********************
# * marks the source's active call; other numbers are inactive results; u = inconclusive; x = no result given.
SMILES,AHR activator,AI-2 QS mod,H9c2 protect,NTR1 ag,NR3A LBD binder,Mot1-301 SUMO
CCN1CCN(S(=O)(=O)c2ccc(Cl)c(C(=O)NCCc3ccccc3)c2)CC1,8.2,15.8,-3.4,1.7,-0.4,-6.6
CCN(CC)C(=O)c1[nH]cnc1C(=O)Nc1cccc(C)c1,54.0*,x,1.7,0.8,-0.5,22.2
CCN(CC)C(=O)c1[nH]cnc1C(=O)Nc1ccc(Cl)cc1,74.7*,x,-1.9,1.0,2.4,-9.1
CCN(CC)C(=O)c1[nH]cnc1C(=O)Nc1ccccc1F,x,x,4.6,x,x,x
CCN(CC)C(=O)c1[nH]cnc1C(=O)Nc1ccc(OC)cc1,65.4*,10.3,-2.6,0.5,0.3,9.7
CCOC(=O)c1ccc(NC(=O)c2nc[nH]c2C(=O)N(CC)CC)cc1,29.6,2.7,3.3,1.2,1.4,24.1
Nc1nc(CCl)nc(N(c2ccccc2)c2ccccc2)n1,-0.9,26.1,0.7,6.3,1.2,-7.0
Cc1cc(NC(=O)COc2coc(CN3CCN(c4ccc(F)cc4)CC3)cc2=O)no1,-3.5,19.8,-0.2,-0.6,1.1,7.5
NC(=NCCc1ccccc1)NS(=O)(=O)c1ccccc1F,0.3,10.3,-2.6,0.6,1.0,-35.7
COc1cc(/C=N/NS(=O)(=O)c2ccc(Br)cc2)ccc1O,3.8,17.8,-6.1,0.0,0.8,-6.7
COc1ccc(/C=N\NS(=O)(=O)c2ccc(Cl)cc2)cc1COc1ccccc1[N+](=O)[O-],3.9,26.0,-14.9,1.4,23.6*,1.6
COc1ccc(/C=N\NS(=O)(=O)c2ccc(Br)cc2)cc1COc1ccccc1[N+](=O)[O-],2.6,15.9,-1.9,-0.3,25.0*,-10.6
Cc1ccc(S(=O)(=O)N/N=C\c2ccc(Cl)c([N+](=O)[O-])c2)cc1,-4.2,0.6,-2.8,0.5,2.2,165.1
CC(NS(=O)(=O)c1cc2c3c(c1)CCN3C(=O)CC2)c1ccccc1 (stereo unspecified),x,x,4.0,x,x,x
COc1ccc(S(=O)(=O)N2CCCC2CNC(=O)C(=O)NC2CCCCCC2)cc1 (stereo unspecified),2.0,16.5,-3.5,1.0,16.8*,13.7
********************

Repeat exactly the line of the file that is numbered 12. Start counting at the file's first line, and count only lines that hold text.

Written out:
COc1cc(/C=N/NS(=O)(=O)c2ccc(Br)cc2)ccc1O,3.8,17.8,-6.1,0.0,0.8,-6.7